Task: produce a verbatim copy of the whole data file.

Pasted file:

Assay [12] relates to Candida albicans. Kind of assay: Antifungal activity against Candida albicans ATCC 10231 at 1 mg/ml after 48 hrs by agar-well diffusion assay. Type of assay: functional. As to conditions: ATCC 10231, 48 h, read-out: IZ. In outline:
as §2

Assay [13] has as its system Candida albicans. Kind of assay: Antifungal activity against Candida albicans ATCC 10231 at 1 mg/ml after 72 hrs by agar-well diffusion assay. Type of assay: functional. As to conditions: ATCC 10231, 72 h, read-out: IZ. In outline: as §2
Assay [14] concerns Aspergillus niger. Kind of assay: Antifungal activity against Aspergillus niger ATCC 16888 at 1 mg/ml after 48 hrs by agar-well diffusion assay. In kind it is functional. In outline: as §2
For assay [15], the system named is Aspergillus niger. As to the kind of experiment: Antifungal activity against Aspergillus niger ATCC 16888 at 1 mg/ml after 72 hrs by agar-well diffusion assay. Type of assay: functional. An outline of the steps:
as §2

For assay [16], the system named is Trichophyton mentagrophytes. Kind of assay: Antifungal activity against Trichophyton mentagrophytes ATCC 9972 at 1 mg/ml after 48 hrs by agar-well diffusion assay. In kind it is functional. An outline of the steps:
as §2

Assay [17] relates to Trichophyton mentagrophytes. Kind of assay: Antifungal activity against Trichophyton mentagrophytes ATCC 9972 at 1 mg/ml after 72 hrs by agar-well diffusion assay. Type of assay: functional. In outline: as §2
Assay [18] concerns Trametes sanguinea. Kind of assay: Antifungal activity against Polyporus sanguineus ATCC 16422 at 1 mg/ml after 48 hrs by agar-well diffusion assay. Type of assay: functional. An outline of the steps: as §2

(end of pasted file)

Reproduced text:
Assay [12] relates to Candida albicans. Kind of assay: Antifungal activity against Candida albicans ATCC 10231 at 1 mg/ml after 48 hrs by agar-well diffusion assay. Type of assay: functional. As to conditions: ATCC 10231, 48 h, read-out: IZ. In outline:
as §2

Assay [13] has as its system Candida albicans. Kind of assay: Antifungal activity against Candida albicans ATCC 10231 at 1 mg/ml after 72 hrs by agar-well diffusion assay. Type of assay: functional. As to conditions: ATCC 10231, 72 h, read-out: IZ. In outline: as §2
Assay [14] concerns Aspergillus niger. Kind of assay: Antifungal activity against Aspergillus niger ATCC 16888 at 1 mg/ml after 48 hrs by agar-well diffusion assay. In kind it is functional. In outline: as §2
For assay [15], the system named is Aspergillus niger. As to the kind of experiment: Antifungal activity against Aspergillus niger ATCC 16888 at 1 mg/ml after 72 hrs by agar-well diffusion assay. Type of assay: functional. An outline of the steps:
as §2

For assay [16], the system named is Trichophyton mentagrophytes. Kind of assay: Antifungal activity against Trichophyton mentagrophytes ATCC 9972 at 1 mg/ml after 48 hrs by agar-well diffusion assay. In kind it is functional. An outline of the steps:
as §2

Assay [17] relates to Trichophyton mentagrophytes. Kind of assay: Antifungal activity against Trichophyton mentagrophytes ATCC 9972 at 1 mg/ml after 72 hrs by agar-well diffusion assay. Type of assay: functional. In outline: as §2
Assay [18] concerns Trametes sanguinea. Kind of assay: Antifungal activity against Polyporus sanguineus ATCC 16422 at 1 mg/ml after 48 hrs by agar-well diffusion assay. Type of assay: functional. An outline of the steps: as §2